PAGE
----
On a former occasion I have viewed its interior, and I am at a loss to conceive the motive for preferring an external form, which rendered it impracticable to construct within it more than a series of large closets, boudoirs, and rooms like oratories.
John Bew also included the Castellated Palace in his tourists' guide of 1820:
this Anglo-Teutonic, castellated, gothized structure, (which has never been completed, and probably never will be) must be considered as an abortive production, at once illustrative of bad taste and defective judgment. From the small size of the windows and the diminutive proportion of its turrets, it would seem to possess "Windows that exclude the light,/ And passages that lead to nothing." The northern front was intended to be appropriated to the use of domestics; the whole building is rendered nearly indestructible by fire, by means of cast-iron joists and rafters, &c. The principal part is brick, stuccoed to resemble stone.
The king stopped off at the Dutch House in August 1805 to meet with his daughter-in-law Caroline and his granddaughter Charlotte. His family moved back into the Dutch House in October that year until renovation work at the princesses' rooms in Windsor was complete. George made a final visit to Kew in 1806 to view works on the Castellated Palace and never returned, though the Dutch House was refitted in 1809 for his youngest daughter Princess Amelia, who had expressed a wish to move into it to convalesce from her tuberculosis. However, her parents vetoed this and she remained at Windsor, where her death in 1810 probably triggered the king's final bout of 'madness'.
This fourth and final bout of 'madness' also meant that work on the Castellated Palace ceased for good, leaving only a mostly roofed shell. This bout lasted ten years, all of which time he was confined at Windsor rather than Kew. In 1818, Queen Charlotte set out from London to Windsor to see the king and to attend the double wedding of her sons William and Edward. En route she decided to spend a few days at the Dutch House, but since she was ill with dropsy she was unable to continue her journey and the wedding occurred in the drawing room of the Dutch House. Later that year, on 17 November, Charlotte died in her bedroom on the first floor of the building.
George died at Windsor in 1820 and his eldest son and successor George IV decided to demolish the Castellated Palace. After studying the project's accounts (its total costs had risen to £500,000 by 1811 as opposed to the initial allocation of £40,000 in 1800), parliament approved that decision and ordered that the few fixtures and fittings which had already installed in the Castellated Palace be removed and sent to other royal residences – its staircase was later used at Buckingham Palace. The year before the demolition, an article stated:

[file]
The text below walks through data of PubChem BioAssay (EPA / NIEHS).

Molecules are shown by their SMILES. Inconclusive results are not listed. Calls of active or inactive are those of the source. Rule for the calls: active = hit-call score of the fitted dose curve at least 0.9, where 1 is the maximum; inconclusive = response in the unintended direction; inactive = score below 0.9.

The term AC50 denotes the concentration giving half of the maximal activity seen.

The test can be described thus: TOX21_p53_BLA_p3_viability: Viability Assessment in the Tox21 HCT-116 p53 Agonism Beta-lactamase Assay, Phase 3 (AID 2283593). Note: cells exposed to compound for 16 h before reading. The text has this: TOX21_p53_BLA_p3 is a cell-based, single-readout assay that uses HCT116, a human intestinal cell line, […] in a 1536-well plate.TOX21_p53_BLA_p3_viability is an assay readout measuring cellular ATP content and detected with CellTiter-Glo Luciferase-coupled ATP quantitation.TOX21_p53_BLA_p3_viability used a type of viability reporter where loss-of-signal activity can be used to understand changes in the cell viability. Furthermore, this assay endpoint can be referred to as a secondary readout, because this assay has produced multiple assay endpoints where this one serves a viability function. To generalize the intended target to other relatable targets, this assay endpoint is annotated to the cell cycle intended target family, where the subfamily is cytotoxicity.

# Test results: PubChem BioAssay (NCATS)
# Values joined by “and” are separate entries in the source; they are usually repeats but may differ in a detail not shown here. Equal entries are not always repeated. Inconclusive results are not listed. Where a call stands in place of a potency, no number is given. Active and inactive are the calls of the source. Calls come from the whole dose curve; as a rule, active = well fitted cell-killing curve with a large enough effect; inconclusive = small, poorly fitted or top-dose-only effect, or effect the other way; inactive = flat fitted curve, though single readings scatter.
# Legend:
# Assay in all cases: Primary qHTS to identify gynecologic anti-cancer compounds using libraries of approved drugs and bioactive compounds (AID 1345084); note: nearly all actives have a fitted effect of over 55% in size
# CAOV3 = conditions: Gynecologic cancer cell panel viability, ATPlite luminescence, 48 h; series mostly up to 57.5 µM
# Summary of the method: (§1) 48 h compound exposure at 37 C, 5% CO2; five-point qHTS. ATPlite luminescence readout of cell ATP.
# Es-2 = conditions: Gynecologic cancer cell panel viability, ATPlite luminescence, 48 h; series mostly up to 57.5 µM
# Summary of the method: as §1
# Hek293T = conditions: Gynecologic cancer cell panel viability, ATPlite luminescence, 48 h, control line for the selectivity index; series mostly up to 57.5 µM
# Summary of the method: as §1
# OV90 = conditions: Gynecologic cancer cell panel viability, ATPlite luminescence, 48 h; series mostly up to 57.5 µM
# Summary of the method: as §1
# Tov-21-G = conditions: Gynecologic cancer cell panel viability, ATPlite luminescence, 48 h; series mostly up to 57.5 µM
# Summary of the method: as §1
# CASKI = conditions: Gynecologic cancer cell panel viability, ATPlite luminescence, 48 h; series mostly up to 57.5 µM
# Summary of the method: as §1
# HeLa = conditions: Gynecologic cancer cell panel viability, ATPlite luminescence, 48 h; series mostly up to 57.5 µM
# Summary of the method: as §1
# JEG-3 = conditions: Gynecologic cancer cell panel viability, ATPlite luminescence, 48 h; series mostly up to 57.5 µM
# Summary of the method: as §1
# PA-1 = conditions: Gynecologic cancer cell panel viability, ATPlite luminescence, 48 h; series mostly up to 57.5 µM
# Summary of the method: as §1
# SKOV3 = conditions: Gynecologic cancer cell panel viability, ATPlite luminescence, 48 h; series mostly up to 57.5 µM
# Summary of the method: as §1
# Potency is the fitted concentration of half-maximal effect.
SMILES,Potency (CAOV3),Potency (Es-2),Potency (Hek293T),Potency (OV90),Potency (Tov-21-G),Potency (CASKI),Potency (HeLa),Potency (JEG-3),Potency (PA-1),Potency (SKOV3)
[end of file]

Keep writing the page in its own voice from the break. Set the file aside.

Opened to the public
George IV also planned to demolish the Dutch House, but this did not come to fruition. Possibly influenced by having been married there in 1818, his brother William IV commissioned plans for adding a west wing to it and bringing it back into use, but this too did not come about. William did offer the Dutch House to his sister-in-law Victoria, Duchess of Kent for her and her daughter (the future Queen Victoria), but she turned it down as "an old house quite unfit for the princess and me to occupy, being very inadequate in accommodation and almost destitute of furniture". Queen Victoria briefly sent three of her own children there in summer 1844, but the following year she and Prince Albert began remodelling Osborne House on the Isle of Wight as their summer residence. The Dutch House thus remained unoccupied until 1898, when she transferred it and Queen Charlotte's Cottage to Kew Gardens to mark her Diamond Jubilee. By this time the palace's stables and most of the Dutch House's service wing had been demolished, probably in 1881. A replica 17th-century Dutch garden was added to the house's rear in 1969.
The Dutch House remained open to the public until 1996, when a major restoration project commenced. This not only included physical restoration to the building, but also weaving of period draperies and other fabric décor carried out by master weaver Ian Dale of Scotland. An external lift shaft was added on the west wing for disabled access, in the place of a privy shaft which had been demolished in the 1880s. The building was used to hold a dinner hosted by Charles, Prince of Wales to celebrate the 80th birthday of Queen Elizabeth II on 21 April 2006 – a few days later it reopened as a visitor attraction. The Palace was featured in the 2006 BBC TV documentary series Tales from the Palaces. It is run by Historic Royal Palaces, which has also taken on responsibility for the Royal Kitchens (reopening them to the public in 2012) and the Pagoda (re-opened to the public in 2018).
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- HRP Press Release – 'Royal Kitchens at Kew uncovered for first time in 200 years.'
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- Works cited
- Desmond, Ray (1995). Kew: The History of the Royal Botanic Gardens. London: Harvill. ISBN 978-1-86046-076-0.CS1 maint: ref=harv (link)
- Groom, Susanne; Prosser, Lee (2006). Kew Palace: The Official Illustrated History. Merrell Publishers Ltd. ISBN 978-1-85894-323-7.CS1 maint: ref=harv (link)